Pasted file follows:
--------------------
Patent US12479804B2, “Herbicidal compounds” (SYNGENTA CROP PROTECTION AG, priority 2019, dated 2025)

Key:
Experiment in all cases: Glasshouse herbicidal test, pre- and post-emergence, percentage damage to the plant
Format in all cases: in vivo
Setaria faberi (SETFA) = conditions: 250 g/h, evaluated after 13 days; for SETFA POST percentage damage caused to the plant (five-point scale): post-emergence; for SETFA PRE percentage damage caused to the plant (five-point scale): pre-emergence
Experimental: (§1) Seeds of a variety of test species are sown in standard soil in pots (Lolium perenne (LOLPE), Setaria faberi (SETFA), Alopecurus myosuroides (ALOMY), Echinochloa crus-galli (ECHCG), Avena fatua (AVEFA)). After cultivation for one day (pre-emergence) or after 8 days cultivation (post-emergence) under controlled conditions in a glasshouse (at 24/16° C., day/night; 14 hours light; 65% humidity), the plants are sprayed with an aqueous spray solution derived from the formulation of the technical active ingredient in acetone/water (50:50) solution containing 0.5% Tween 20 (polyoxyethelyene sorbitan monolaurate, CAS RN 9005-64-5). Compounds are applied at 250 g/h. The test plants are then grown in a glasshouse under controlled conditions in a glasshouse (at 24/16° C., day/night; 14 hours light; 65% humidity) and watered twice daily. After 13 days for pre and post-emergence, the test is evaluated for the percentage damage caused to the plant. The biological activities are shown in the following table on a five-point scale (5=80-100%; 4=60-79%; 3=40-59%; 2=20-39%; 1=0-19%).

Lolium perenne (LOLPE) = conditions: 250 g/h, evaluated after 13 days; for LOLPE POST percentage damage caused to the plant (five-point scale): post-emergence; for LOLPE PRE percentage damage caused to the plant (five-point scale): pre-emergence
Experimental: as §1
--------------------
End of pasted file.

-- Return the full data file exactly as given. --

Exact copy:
Patent US12479804B2, “Herbicidal compounds” (SYNGENTA CROP PROTECTION AG, priority 2019, dated 2025)

Key:
Experiment in all cases: Glasshouse herbicidal test, pre- and post-emergence, percentage damage to the plant
Format in all cases: in vivo
Setaria faberi (SETFA) = conditions: 250 g/h, evaluated after 13 days; for SETFA POST percentage damage caused to the plant (five-point scale): post-emergence; for SETFA PRE percentage damage caused to the plant (five-point scale): pre-emergence
Experimental: (§1) Seeds of a variety of test species are sown in standard soil in pots (Lolium perenne (LOLPE), Setaria faberi (SETFA), Alopecurus myosuroides (ALOMY), Echinochloa crus-galli (ECHCG), Avena fatua (AVEFA)). After cultivation for one day (pre-emergence) or after 8 days cultivation (post-emergence) under controlled conditions in a glasshouse (at 24/16° C., day/night; 14 hours light; 65% humidity), the plants are sprayed with an aqueous spray solution derived from the formulation of the technical active ingredient in acetone/water (50:50) solution containing 0.5% Tween 20 (polyoxyethelyene sorbitan monolaurate, CAS RN 9005-64-5). Compounds are applied at 250 g/h. The test plants are then grown in a glasshouse under controlled conditions in a glasshouse (at 24/16° C., day/night; 14 hours light; 65% humidity) and watered twice daily. After 13 days for pre and post-emergence, the test is evaluated for the percentage damage caused to the plant. The biological activities are shown in the following table on a five-point scale (5=80-100%; 4=60-79%; 3=40-59%; 2=20-39%; 1=0-19%).

Lolium perenne (LOLPE) = conditions: 250 g/h, evaluated after 13 days; for LOLPE POST percentage damage caused to the plant (five-point scale): post-emergence; for LOLPE PRE percentage damage caused to the plant (five-point scale): pre-emergence
Experimental: as §1